Identifying Readiness Level
After selecting the appropriate evidence-based prevention strategies and tactics to employ, the prevention team should determine the campus’s readiness to implement them. The level of readiness is the stage of both willingness and ability to execute strategies to create change in campus and community life. The readiness level varies depending on the availability of resources, commitment of leadership, and community and campus knowledge of the problem.
Identifying the readiness level for solving a particular problem indicates which activities should be employed at what time, and is an integral step in assuring the viability and efficacy of a prevention program. Using strategies and tactics adapted from the Tri-Ethnic Center’s work, campuses and communities can work together to implement change. For instance, if readiness is low, then the prevention team or coalition may design activities to create awareness of the problem, motivate change, and identify possible prevention efforts. If readiness is high, then the group can proceed quickly to implementation of activities and stabilization of the program within the campus and community environment.
Following the lead of the Tri-Ethnic Center, It is helpful to conceive of readiness level on a spectrum of nine levels. The following is an outline of the nine levels, along with goals designed to move the group forward.
- No Awareness Goal: Raise awareness of the issue.
- Denial Goal: Raise awareness that the issue is a problem that can be successfully addressed.
- Vague Awareness Goal: Increase motivation to take action to combat the problem.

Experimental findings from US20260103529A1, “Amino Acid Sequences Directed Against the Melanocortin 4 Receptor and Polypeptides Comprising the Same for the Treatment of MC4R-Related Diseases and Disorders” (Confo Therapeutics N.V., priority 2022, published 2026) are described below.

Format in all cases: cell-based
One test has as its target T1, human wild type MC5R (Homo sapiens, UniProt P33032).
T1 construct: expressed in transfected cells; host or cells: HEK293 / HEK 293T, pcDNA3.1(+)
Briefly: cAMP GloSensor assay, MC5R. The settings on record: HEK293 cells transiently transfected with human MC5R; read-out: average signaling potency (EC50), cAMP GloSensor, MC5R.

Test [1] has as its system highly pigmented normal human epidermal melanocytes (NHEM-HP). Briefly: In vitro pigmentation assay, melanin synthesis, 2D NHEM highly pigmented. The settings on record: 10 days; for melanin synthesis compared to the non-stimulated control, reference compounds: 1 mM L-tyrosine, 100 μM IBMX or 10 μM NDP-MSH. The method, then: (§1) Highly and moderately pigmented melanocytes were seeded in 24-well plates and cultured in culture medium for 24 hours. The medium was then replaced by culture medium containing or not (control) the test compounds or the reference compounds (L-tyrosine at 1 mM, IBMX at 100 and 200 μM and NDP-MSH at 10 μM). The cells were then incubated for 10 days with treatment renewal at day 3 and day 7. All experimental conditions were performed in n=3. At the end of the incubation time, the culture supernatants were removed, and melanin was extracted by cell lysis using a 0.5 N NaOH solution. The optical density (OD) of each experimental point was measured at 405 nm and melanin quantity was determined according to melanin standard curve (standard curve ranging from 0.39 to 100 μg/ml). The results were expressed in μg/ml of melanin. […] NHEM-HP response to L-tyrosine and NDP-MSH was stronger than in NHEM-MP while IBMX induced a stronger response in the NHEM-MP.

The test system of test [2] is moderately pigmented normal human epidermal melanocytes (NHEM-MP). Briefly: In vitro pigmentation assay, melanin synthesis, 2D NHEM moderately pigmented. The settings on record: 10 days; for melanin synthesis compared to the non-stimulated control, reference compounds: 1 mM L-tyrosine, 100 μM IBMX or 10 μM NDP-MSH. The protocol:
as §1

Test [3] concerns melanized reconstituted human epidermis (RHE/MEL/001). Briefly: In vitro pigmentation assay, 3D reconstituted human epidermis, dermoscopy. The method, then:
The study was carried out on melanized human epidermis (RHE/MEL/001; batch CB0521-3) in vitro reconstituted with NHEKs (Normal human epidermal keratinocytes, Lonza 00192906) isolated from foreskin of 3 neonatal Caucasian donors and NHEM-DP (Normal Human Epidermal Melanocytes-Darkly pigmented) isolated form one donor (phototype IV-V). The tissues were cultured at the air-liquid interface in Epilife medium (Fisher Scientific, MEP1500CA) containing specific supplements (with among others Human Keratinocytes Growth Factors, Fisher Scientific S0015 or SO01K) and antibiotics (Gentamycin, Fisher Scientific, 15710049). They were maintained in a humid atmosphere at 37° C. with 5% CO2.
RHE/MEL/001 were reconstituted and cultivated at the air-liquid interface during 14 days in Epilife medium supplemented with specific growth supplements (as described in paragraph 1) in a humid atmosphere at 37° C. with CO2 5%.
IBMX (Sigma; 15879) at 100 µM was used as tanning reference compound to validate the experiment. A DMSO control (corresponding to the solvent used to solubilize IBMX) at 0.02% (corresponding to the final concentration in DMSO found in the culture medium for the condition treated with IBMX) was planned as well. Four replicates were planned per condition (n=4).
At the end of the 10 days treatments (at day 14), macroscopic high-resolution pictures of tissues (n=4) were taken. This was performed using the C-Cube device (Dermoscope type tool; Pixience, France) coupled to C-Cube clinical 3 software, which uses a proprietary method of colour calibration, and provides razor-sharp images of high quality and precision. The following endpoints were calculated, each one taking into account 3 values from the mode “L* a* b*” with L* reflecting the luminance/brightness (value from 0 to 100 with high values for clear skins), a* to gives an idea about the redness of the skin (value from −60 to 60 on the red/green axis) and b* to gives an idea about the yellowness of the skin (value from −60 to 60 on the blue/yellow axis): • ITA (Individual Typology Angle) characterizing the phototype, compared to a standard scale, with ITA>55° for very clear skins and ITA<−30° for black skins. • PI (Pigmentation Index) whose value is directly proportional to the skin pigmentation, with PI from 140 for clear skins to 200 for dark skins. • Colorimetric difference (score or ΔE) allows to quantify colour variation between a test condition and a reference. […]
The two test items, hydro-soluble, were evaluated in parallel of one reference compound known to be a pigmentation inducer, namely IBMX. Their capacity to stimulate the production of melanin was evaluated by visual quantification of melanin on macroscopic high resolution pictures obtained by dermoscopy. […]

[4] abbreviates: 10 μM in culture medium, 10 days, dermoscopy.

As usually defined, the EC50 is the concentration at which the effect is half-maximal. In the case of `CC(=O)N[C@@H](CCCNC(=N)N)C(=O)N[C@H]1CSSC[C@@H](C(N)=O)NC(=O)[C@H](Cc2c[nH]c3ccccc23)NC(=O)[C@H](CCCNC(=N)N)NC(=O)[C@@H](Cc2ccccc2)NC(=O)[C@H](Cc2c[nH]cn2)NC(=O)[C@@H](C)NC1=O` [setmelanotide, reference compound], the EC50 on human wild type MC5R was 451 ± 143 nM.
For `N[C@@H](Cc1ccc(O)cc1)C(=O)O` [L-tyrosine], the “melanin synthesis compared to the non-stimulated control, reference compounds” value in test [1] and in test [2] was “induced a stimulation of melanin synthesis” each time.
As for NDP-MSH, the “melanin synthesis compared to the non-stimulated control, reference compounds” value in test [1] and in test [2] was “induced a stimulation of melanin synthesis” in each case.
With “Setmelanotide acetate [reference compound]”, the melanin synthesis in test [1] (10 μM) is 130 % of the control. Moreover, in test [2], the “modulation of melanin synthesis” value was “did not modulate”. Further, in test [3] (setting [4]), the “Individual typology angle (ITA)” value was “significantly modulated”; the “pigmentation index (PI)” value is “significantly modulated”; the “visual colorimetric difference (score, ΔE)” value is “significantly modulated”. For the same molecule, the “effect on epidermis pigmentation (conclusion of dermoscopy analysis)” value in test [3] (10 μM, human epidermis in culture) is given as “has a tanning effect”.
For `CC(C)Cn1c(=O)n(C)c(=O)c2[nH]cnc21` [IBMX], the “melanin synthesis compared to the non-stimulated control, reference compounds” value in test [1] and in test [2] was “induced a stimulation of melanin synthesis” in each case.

- Preplanning Goal: Detail possible efforts or actions to combat the problem.
- Preparation Goal: Create an action plan and commit to moving forward.
- Initiation Goal: Implement an action plan item.
- Stabilization Goal: Make the program an expected and accepted part of the community’s activities.
- Confirmation/Expansion Goal: Expand and enhance the prevention program.
- Professionalization Goal: Use community resources to improve prevention efforts, maintain momentum, and ensure growth.
The level of readiness can vary among different groups with the campus and community environment. For example, while prevention program staff may be at a high level of readiness, the campus administration or local community may be at much lower levels.
Additionally, different campus and local communities may be at different stages of readiness for dealing with a specific problem. For instance, when the age 21 drinking law was established nationwide, states with a high level of readiness implemented it immediately, whereas others with a lower level of readiness implemented it over time.
Because each community has a unique environment, determining the readiness stage helps the prevention team or coalition select the most appropriate activities to create change and allocate resources within their particular environment.